• M Fox

Free to be you and me?

The news last week was filled with stories of leaders who cursed for effect, or who curse regularly, each defending and embracing the right to do so, in the name of authenticity. Take LinkedIn contributor Gary Vaynerchuk, Chairman of VaynerX and CEO of Vayner Media, who posted a video stating that unapologetic cursing is a right he claims for himself, one that signals how deeply he cares about a given subject. Many commenters to his post agreed that this was an aspect of themselves they, too, had learned to embrace— let others think what they would of them. I believe curse words have only the power you give them, and I admire these leaders' fierce commitment to being true to themselves.


On the other hand, we live and work in a multicultural society where use of these words carries different weight among different populations- impacted by region, education, economic status, and religious beliefs. I wonder if this particular entitlement — take me just as I am — is a privilege conferred only to select leaders, in select circumstances. Gary is an accomplished CEO, a business leader, a white male. Consider Rashida Tlaib, a Palestinian-American Muslim female, just elected to the most diverse Congress in history. She claimed and defended her right to use arguably one of the most profane words in the English language to characterize POTUS on her way to Washington to be sworn in to elected office. Her audience was the folks who’d elected her, and she leveraged choice words for strategic effect in front of her base. She feels empowered by her elected leadership role to speak openly, fiercely, and passionately on behalf of her constituents, just as the President has done repeatedly. Her language drew Republican ire, infuriated religious conservatives and fanned racist rhetoric, much like the President's rhetoric has done previously. The POTUS has called her words "disgraceful" and "a great dishonor to her family." The POTUS' own rhetoric has long been considered race-baiting, and he has audaciously used the very same term used by Tlaib with his own supporters on the campaign trail. He continues to pepper his conversations with profane language in front of-, about-, and to- White House employees, members of Congress, and who knows who else. He's the most senior and most visible leader of the United States, and this is how he chooses to lead.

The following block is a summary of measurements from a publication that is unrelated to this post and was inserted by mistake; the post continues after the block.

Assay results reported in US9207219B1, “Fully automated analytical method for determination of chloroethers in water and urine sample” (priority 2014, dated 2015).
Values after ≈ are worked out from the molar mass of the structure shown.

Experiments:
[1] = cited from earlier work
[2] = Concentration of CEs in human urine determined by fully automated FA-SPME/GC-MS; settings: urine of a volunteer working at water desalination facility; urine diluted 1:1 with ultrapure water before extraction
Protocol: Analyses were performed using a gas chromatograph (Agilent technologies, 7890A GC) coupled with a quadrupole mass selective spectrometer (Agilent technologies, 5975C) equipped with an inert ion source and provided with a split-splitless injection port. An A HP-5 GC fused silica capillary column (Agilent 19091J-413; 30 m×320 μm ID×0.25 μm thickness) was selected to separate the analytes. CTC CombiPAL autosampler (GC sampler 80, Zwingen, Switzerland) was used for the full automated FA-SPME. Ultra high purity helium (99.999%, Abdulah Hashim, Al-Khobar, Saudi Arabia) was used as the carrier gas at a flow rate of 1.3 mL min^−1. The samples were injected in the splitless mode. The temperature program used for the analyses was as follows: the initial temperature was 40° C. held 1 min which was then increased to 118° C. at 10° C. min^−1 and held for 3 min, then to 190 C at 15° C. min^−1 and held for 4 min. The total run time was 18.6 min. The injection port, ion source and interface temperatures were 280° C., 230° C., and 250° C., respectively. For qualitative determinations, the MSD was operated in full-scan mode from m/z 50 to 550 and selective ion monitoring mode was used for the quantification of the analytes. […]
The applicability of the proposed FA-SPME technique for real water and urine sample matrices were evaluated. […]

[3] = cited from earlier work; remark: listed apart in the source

Now imagine, if you will, a black colleague asserting themself thru profanity at work to alleviate pressure, express justified anger or frustration, convey the depth of their disappointment, passion, or outrage toward a situation, or about peers, colleagues, or business partners. Would that leader be permitted to speak as freely and transparently as they desired? Without consequence? Research and persistent stereotypes of the “angry black female” and the “dangerous black male” lead me to believe they would be denied the privilege. They would most likely be reprimanded with an improvement plan, or have their employment terminated.


I’ve been known to unleash the occasional curse word, or several, in casual conversation with family, friends, and peers, as many of us do. But as Marshall Goldsmith rightly identified in his 2007 book What Got You Here Won’t Get You There, the “I just gotta be me” mindset is a leadership derailer. Cavalier communication is not authentic, it's cavalier. Successful leaders know both actions and words matter and both must be chosen carefully to achieve intended impact. Leaders are on display at all times (and now in perpetuity on the internet), and the weight their words and actions carry is significant. Leaders set the tone for what is acceptable in business culture and communication, and what’s good for them has to be good for those who look up to them, work for and alongside them, or do business with them. Double standards don’t work.


Leaders who value passionate, transparent, and bold communication must, by all means, display those traits consistently. And that may include the use of the occasional profanity. But reliance on divisive language and entitlement to curse must not be confused with authenticity. Excellent leaders choose words and actions with care. They lean on conversational intelligence (c-iq), preferring language that unites, inspires, builds relationships, and resolves issues, over language that demeans and harms others, or compounds issues. Do you agree?


Please leave your comments below. I’d love to know what you think!

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